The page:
Baseball analysis is a tricky endeavor in April. The small sample sizes make piecing stories together difficult. Careful writers must sift through data and hazard guesses as to what’s meaningful and what’s just noise. At the same time, narratives emerge that paint incomplete pictures. They’re nearly impossible to shake once they set in, too. First impressions tend to stick, and that’s especially the case in baseball.
One of the more trendy observations currently in circulation deals with the Yankees and baserunning. There’s no shortage of reports indicating that the team has become more aggressive on the basepaths. A closer look, however, suggests otherwise.
Through 11 games in 2017, the Yankees have managed 12 stolen bases. The club also holds a BsR score of 0.9. For this all-encompassing baserunning measurement, 0 serves as league average. So far the story checks out. The Yankees currently stand out as an above-average team on the basepaths. They rank among the top teams in the majors in the pertinent baserunning categories.
The cracks begin to appear when you compare these numbers to the club’s 2016 campaign. The Yankees stole 13 bases through their first 11 games in 2016. That mark led the majors. This makes it impossible to say that the Yankees have increased their aggressiveness. If anything, it’s slightly decreased over the same time period from last season.
It gets even murkier when you look at the number of players with stolen bases. So far only three Yankees have swiped bags in 2017. Brett Gardner, Jacoby Ellsbury, and Chase Headley have each picked up multiple stolen bases in the early going. Over this same period last year, however, six different players registered stolen bases. In addition to the aforementioned trio, Didi Gregorius, Starlin Castro, and Alex Rodriguez picked up steals. Yes, even A-Rod.
That happened, and it was glorious.
If the team-wide baserunning numbers are down in 2017, how did this narrative get started? The answer comes in the form of the Yankees left field. Last season Gardner swiped just 16 bags. That was his lowest stolen base total over a full season in his entire major league career. It became a popular to criticize the speedster for staying anchored to first base.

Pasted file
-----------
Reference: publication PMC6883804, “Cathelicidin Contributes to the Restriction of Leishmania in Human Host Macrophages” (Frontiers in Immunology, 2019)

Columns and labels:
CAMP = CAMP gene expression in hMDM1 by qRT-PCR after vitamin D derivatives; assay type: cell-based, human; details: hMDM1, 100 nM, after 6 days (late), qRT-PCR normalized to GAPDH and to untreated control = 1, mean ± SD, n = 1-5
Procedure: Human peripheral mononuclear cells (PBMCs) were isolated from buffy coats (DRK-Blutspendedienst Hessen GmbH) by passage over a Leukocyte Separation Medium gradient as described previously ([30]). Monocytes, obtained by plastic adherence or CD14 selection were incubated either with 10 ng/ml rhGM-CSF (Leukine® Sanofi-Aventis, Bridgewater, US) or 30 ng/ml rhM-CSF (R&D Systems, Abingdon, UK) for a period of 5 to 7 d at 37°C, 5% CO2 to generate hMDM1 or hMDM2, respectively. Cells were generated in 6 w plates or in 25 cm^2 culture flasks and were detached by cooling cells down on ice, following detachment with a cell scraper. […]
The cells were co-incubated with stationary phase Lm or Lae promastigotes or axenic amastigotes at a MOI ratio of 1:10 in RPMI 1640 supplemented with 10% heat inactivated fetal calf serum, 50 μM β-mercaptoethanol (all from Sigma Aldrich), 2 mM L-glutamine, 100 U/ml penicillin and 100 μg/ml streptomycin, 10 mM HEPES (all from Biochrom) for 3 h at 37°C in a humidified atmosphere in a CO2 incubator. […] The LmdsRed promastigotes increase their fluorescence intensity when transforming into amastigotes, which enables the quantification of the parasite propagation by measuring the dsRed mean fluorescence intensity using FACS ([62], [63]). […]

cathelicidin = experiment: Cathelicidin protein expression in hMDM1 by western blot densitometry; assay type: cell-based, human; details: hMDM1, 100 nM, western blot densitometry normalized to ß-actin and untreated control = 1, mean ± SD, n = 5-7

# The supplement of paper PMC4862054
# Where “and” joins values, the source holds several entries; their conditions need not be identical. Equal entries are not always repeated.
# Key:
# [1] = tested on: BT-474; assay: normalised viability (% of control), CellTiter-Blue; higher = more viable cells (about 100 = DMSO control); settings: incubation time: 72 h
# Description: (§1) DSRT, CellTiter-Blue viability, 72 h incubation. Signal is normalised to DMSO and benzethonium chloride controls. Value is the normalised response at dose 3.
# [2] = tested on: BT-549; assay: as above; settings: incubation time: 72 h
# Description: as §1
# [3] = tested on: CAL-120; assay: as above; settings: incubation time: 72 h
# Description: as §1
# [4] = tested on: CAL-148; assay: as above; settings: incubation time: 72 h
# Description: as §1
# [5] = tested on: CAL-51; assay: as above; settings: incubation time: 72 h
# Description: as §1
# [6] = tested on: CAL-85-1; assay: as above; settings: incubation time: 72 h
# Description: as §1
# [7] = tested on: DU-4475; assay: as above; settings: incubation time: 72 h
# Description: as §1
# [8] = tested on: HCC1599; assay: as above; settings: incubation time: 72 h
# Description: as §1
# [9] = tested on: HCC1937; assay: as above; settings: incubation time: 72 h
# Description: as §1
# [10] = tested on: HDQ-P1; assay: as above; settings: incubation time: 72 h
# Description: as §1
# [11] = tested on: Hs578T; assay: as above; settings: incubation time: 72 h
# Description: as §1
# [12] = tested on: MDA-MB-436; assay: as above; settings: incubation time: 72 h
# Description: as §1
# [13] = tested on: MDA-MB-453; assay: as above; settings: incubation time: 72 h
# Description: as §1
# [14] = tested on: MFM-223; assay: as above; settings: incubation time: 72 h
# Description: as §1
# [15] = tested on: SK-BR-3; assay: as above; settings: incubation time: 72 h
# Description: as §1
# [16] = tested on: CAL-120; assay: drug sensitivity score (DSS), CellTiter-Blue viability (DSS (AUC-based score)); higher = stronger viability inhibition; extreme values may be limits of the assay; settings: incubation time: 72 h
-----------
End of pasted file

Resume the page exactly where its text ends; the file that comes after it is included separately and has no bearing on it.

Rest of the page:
This season, Gardner seems inclined to do everything in his power to shake that reputation. He stole five bases in the team’s first 11 games. He’s tied with Brian Dozier for the top spot in the American League. Compare this to last season, when Gardner stole just two bases in the club’s first 11 games. That’s a notable increase in aggressive baserunning and the narrative’s likely source.
According to Andrew Marchand, Joe Girardi gave both Gardner and Ellsbury a goal of scoring 100 runs this season. That could explain the uptick in stolen bases for Gardner. He might be motivated by his manager’s goal setting. Whatever the case may be, his increased activity is noticeable. The trouble is his individual baserunning is being projected across the entire team, which isn’t an entirely accurate representation.
The Yankees were quietly a very strong baserunning team in 2016. That fact somehow got lost in the season discussion. This year Gardner is off to a hot start on the basepaths. He’s been aggressive, but that doesn’t reflect the entire team. As the season unfolds, more data will become available and we’ll have a better picture of the club’s baserunning. For now, it’s best to leave the discussion centered on Gardner, and not the entire team.
Data courtesy of FanGraphs.